City Backs West Side Projects

December 21, 2007
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GRAND RAPIDS — City commissioners gave Robert Israels a green light last week to continue revitalizing a near west side neighborhood as they extended the Renaissance Zone designation for four of his properties.

In turn, Israels plans to invest up to $32 million and create at least 150 jobs on the four sites that are situated along Seward Avenue between Third and Seventh streets.

The owner and president of Israels Designs for Living plans to make that investment and create those jobs in the buildings at 528 Fourth St. NW, 601 Third St. NW, 600 Fifth St. NW and 600 Seventh St. NW.

“He is committed to the creation of 150 jobs, but up to 500 can be created on the properties,” said City Economic Development Director Kara Wood.

Renovation work is underway in at least two of those structures.

The building at 600 Seventh St. is being renovated into a furniture showroom and is home to the design firm’s fine-furniture retail outlet, The Other Store. Israels named the structure the Aslan Building after a character in “The Chronicles of Narnia,” a book by C.S. Lewis, and is adding a third floor to the structure. Israels initially planned to feature 26 apartments on the second and third levels, with half being live-work units, but is now leaning toward filling those floors with commercial spaces.

“We could still go residential, but there are too many opportunities to create jobs with the commercial space,” he told commissioners last week.

So far, Israels has invested $11 million into the building and plans to put $6 million more into it before the project is completed next year. American Seating once made church pews in the building.

Work is also underway at 600 Fifth St., which has a dual address of 615 Fourth St. NW. Known as the South Widdicomb Building and once owned by the John D. Widdicomb Furniture Co., the 120,000-square-foot structure will have a fifth floor added to it and is being renovated to match the already completed Israels Designs for Living Trade Center directly across Fifth Street at 601 Fifth St. NW. The Trade Center renovation was finished in 2002.

Israels said he has invested about $6 million in the South Widdicomb Building and plans to double that investment to create a retail and office center in the structure. That project is set to finish in May.

The building at 601 Third St., at the northwest corner of Third and Seward, was once home to the Drueke Game Co. and more recently was used as a recycling center. Israels plans to invest $10 million in the building and create retail space large enough for roughly 100 workers.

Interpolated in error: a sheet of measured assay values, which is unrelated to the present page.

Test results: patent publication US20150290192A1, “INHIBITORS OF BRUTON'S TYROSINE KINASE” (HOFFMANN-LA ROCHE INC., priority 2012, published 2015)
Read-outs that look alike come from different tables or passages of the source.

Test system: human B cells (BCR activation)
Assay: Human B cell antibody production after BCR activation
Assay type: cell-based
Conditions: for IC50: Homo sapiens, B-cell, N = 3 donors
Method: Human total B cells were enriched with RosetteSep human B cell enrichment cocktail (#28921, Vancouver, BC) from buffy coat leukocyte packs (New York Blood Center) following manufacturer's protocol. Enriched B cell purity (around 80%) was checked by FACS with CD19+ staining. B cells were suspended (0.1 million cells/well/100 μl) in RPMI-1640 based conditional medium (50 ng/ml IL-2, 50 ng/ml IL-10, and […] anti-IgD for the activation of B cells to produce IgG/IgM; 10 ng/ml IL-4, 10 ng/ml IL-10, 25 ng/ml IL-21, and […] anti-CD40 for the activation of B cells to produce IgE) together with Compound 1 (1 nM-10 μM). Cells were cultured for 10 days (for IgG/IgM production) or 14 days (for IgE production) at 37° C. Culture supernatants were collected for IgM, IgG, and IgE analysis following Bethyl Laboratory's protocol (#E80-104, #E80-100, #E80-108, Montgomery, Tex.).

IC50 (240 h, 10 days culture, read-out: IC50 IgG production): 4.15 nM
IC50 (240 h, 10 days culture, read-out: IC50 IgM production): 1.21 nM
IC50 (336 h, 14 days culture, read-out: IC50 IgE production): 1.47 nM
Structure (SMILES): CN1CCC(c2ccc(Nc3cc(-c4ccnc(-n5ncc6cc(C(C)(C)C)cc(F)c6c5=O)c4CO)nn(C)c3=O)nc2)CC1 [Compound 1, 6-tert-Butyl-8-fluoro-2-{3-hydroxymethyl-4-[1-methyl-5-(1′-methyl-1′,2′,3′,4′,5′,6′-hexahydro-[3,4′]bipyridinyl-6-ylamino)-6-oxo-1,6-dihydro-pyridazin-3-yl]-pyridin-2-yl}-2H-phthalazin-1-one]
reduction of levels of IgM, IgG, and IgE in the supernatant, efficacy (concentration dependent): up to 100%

“It will be a nice retail center,” said Israels.

The building at 528 Fourth St. recently became vacant when the Enterprise Iron and Metal Co. moved to another site. Israels plans to invest at least $2 million into the small structure and adjacent scrap yard and create a mixed-use building and parking lot that could employ 20 workers.

Wood said the projects meet the city’s threshold criteria for zone extension and would serve as a catalyst for other developments in the neighborhood. Commissioners extended the nearly tax-free zone for 15 years.

“The current Renaissance Zone begins to phase out in 2009, making it of very little value to the new tenants, since the renovations will not be complete until at least 2010,” she said.

“The extension would provide an additional 12 years of tax abatement, making the final expiration date December 31, 2022,” added Wood.

Israels said he couldn’t redevelop the properties without the city’s help and noted that he wasn’t asking for an extension for all of his zoned properties, as a portion of those parcels will go back on the tax roll when the initial designation expires on Jan. 1, 2012.

“It’s a big risk on my part. I did this out of my own heart for the neighborhood,” said Israels, who was raised on the blocks he is now reviving.

Because the four properties that received the extension are already in the zone, the sites are not on the current tax roll and the exemptions would not affect on the city’s zone cap — which Wood said stood at $137,500. When commissioners adopted the zone in late 1996, they set a cap of $500,000 as the limit of property-tax revenue they were willing to lose each year to the zone.

Wood told commissioners that if Israels adds 150 new jobs to the properties, the city would collect an additional $92,500 in income-tax revenue each year, as the average hourly wage for those jobs would be $17.80. If the properties were on the tax roll, the city would receive $50,960 in property-tax revenue, or $40,000 less than the city can expect from the income tax the jobs are expected to provide.

Wood also said the renovation work would create 138 construction jobs at $35 an hour and would deliver $100,000 into the city’s income-tax coffer.

“It’s amazing what you’ve done over here,” said outgoing Commissioner Roy Schmidt, whose 1st Ward is home to the Israels campus. “Now you’re going to commit to do more and create more jobs.”

The state also has to approve the extension.

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